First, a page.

Attention "Structuroos"! An important element missing from Patrick Hindert's write up on the use of structured settlements in Australia is that the tax exemption is limited to circumstances where an annuity is purchased from an Australian insurer. This is a critical piece of information for lawyers, insurance claim executives and adjusters in the United States and structured settlement brokers and settlement planners in the United States who may have serious cases involving Australian resident individuals injured while on a work assignment or on holiday in the United States, or elsewhere.
"Aussie Rules" Structured Settlements
Annuity income in Australia is generally taxable under Section 27H of the Income Tax Assessment Act of 1936, apart from the amount representing a return of capital for purchased annuities.
Division 54 of the Income Tax Assessment Act of 1997 provides an exemption from Australian income tax for annuities and certain deferred lump sums paid under structured settlements entered into after September 26, 2001, if certain conditions are satisfied.
- The claim is for compensation of damages for personal injury suffered by the Claimant, based on the commisssion of wrongful or statutory right..
- The claim is made against the defendant but is not in the defendant's capacity as an employer of the claimant.
- A written settlement agreement is made between the parties, whether or not this is approved by a court or is the subject of a court order. It is irrelevant whether the settlement agreement or court order is made in Australia or overseas.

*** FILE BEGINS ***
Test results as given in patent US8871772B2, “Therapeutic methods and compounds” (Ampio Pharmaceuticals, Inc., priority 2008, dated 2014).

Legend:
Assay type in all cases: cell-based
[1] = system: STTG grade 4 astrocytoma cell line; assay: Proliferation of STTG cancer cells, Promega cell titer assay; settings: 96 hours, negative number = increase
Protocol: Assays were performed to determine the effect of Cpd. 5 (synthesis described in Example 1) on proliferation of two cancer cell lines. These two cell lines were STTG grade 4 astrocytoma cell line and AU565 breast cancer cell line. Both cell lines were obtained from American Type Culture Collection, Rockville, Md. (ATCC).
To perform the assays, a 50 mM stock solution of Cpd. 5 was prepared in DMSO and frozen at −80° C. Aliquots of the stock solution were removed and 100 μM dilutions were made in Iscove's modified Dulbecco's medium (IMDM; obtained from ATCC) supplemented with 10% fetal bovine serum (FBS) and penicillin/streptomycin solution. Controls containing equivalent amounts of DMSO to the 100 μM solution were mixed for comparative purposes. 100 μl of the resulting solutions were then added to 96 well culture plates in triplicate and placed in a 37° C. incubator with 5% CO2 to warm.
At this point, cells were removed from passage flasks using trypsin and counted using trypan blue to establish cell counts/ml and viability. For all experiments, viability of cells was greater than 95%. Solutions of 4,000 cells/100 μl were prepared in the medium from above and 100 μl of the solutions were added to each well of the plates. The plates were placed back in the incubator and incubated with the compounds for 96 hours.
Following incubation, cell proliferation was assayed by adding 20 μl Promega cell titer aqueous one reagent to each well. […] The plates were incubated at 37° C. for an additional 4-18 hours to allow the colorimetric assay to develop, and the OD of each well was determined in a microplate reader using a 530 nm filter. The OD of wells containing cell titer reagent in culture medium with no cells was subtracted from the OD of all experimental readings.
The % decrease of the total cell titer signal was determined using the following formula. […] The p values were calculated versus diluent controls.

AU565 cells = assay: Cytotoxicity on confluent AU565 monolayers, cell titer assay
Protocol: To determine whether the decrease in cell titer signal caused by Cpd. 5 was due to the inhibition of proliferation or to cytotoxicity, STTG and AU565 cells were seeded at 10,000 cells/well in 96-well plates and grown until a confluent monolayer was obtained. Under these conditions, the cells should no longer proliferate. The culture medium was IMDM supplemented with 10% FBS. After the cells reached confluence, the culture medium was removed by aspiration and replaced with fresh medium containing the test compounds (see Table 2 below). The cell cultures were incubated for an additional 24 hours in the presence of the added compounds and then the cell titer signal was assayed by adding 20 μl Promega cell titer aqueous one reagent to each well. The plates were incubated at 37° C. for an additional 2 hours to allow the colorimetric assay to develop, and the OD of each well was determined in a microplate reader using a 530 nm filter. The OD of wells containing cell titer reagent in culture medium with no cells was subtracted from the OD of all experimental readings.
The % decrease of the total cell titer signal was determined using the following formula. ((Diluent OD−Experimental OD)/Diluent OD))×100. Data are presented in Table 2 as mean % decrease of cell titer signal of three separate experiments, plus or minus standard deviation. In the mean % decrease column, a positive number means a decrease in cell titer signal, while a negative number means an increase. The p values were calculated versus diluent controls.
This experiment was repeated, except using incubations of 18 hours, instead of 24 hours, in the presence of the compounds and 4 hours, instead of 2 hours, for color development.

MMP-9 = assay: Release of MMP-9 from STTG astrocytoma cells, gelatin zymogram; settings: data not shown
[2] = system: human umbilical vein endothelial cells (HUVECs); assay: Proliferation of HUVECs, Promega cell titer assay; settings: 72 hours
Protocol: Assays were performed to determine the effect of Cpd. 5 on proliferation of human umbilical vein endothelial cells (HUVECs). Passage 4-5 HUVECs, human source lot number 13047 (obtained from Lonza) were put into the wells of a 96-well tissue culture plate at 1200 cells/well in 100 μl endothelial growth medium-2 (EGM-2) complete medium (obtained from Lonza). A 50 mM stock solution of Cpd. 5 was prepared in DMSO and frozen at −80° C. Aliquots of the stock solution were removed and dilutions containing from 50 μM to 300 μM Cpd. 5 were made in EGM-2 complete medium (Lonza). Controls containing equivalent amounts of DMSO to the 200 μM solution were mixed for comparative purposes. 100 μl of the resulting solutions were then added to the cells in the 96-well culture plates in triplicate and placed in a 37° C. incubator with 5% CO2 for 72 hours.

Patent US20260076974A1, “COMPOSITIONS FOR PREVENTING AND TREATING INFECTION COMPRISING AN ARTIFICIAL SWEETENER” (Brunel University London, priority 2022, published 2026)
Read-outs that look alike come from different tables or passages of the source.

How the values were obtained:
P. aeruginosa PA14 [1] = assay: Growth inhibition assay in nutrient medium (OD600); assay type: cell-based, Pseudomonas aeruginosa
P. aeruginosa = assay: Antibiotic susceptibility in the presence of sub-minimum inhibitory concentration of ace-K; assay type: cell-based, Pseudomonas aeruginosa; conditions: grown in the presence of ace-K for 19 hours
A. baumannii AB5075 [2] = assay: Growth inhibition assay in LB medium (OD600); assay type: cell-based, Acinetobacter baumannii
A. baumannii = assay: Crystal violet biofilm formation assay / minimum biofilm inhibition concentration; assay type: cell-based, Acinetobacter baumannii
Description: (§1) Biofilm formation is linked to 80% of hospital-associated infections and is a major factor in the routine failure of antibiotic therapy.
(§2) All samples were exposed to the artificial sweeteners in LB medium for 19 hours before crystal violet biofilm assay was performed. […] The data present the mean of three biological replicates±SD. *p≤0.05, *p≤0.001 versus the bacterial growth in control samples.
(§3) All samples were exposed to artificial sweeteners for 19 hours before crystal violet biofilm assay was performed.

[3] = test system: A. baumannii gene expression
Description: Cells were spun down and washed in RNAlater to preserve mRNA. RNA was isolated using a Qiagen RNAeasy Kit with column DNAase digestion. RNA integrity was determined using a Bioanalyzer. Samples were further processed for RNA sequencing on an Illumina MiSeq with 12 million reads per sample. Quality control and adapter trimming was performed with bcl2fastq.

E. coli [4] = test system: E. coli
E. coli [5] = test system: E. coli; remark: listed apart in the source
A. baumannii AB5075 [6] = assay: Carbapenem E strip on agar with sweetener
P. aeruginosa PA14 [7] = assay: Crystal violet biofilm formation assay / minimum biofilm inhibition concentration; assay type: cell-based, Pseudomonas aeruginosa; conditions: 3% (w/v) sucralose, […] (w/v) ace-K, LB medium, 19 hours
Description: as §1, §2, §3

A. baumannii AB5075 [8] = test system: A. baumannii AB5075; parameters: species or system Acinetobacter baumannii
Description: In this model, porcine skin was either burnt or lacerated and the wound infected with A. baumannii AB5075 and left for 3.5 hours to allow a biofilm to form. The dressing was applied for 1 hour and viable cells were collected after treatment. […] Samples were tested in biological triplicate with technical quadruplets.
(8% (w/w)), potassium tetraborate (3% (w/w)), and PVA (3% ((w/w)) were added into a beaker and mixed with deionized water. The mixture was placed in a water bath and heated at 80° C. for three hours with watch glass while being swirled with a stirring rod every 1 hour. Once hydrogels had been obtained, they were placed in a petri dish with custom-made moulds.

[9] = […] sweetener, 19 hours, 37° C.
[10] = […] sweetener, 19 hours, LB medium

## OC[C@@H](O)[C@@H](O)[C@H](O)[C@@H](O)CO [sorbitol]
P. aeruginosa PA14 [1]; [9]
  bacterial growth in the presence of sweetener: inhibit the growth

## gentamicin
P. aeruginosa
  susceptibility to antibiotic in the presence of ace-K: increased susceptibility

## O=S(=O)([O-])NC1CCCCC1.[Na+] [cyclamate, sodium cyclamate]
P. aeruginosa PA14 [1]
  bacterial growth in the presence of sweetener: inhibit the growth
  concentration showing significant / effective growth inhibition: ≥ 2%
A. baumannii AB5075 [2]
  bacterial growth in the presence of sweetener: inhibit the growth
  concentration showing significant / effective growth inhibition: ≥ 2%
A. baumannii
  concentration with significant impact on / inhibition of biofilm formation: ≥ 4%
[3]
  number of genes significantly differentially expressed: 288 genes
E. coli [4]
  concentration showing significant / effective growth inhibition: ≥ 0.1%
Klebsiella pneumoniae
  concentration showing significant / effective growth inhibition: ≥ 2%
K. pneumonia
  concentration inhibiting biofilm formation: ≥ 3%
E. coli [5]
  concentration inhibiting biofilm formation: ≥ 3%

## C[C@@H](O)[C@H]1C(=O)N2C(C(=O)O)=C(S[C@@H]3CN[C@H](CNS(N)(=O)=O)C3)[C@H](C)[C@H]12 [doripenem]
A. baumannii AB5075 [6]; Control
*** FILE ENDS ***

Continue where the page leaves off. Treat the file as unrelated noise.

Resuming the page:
- Under the terms of the settlement some or all of the compensation is to be used by the defendant or their insurer to purchase an annuity from a Life Insurance Company (registered under the Life Insurance Company Act of 1995) or State Insurer, to be paid to the Claimant.
Again, the funding vehicle for a structured settlement must be issued by Australian insurance entities in order for the Australian resident individual to qualify for the income tax exemption.
A 2003 Interpretative Decision by the Australian Tax Office which ruled against the Plaintiffs, underscores just how serious a settlement planning issue this is for attorneys and financial advisers of critically injured Australian nationals whose cases are adjudicated in the United States, or anywhere that structured settlements are permitted. The decision arose out of case in which a child was born with severe disabilities, an overseas court (presumably United States, UK or Canada- it was not cited in the published decision) had awarded damages to the child and a structured settlement was part of the deal. The parents decided to move to Australia [see ATO ID 2003/1065].
When I personally spoke with representatives of the Australian Tax Office in 2009, the aformentioned Interpretative Decision was cited. 4structures.com LLC also obtained an opinion from a prominent domestic and international tax authority in Australia.
Not paying attention to this important issue could be devastating financially to the injured Australian plaintiff, but it could boomerang into a significant malpractice claim as well.
Australian citizens who are receiving or contemplating structured settlements and have any intention of returning to "Oz" must be mindful of the potential tax consequences and plan accordingly.